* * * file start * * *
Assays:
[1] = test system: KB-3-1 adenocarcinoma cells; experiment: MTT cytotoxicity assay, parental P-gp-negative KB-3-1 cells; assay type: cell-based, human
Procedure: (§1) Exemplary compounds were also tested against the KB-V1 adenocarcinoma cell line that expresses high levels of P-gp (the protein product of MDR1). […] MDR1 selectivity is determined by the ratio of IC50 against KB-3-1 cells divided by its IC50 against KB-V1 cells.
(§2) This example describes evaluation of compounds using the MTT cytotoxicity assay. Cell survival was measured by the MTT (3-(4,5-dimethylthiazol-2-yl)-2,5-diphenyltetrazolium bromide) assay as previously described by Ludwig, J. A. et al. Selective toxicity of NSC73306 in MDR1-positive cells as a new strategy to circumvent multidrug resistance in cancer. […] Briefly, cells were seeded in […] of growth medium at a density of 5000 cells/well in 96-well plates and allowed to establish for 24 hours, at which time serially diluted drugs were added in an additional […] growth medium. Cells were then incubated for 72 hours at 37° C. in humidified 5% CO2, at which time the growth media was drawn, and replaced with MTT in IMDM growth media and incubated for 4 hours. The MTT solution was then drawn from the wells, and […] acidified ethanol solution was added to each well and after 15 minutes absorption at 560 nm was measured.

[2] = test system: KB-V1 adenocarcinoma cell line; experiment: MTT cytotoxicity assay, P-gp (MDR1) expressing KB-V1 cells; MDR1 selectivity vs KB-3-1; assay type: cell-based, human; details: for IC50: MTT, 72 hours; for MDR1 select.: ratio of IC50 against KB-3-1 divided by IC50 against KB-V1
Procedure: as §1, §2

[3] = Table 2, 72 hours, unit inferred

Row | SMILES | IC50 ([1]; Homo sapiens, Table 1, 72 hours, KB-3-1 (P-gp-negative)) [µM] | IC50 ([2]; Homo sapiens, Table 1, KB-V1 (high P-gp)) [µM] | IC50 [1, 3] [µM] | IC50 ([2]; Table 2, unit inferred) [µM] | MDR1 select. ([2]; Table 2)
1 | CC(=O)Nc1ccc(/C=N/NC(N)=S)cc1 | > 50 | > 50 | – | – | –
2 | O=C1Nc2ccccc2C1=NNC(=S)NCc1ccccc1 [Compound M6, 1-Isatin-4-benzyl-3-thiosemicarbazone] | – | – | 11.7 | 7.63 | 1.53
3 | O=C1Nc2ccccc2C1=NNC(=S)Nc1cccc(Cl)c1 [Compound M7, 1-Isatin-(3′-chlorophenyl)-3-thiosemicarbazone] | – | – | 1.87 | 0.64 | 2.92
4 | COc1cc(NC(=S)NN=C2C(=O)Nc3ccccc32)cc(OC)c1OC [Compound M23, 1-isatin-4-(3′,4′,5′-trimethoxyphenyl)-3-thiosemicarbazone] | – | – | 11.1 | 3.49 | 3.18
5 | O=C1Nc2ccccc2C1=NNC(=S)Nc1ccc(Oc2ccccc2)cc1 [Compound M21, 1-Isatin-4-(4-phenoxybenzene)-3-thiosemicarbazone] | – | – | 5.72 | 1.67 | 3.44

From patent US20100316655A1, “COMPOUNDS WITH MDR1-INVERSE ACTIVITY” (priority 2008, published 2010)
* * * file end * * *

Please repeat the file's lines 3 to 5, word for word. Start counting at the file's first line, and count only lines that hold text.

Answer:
Procedure: (§1) Exemplary compounds were also tested against the KB-V1 adenocarcinoma cell line that expresses high levels of P-gp (the protein product of MDR1). […] MDR1 selectivity is determined by the ratio of IC50 against KB-3-1 cells divided by its IC50 against KB-V1 cells.
(§2) This example describes evaluation of compounds using the MTT cytotoxicity assay. Cell survival was measured by the MTT (3-(4,5-dimethylthiazol-2-yl)-2,5-diphenyltetrazolium bromide) assay as previously described by Ludwig, J. A. et al. Selective toxicity of NSC73306 in MDR1-positive cells as a new strategy to circumvent multidrug resistance in cancer. […] Briefly, cells were seeded in […] of growth medium at a density of 5000 cells/well in 96-well plates and allowed to establish for 24 hours, at which time serially diluted drugs were added in an additional […] growth medium. Cells were then incubated for 72 hours at 37° C. in humidified 5% CO2, at which time the growth media was drawn, and replaced with MTT in IMDM growth media and incubated for 4 hours. The MTT solution was then drawn from the wells, and […] acidified ethanol solution was added to each well and after 15 minutes absorption at 560 nm was measured.

[2] = test system: KB-V1 adenocarcinoma cell line; experiment: MTT cytotoxicity assay, P-gp (MDR1) expressing KB-V1 cells; MDR1 selectivity vs KB-3-1; assay type: cell-based, human; details: for IC50: MTT, 72 hours; for MDR1 select.: ratio of IC50 against KB-3-1 divided by IC50 against KB-V1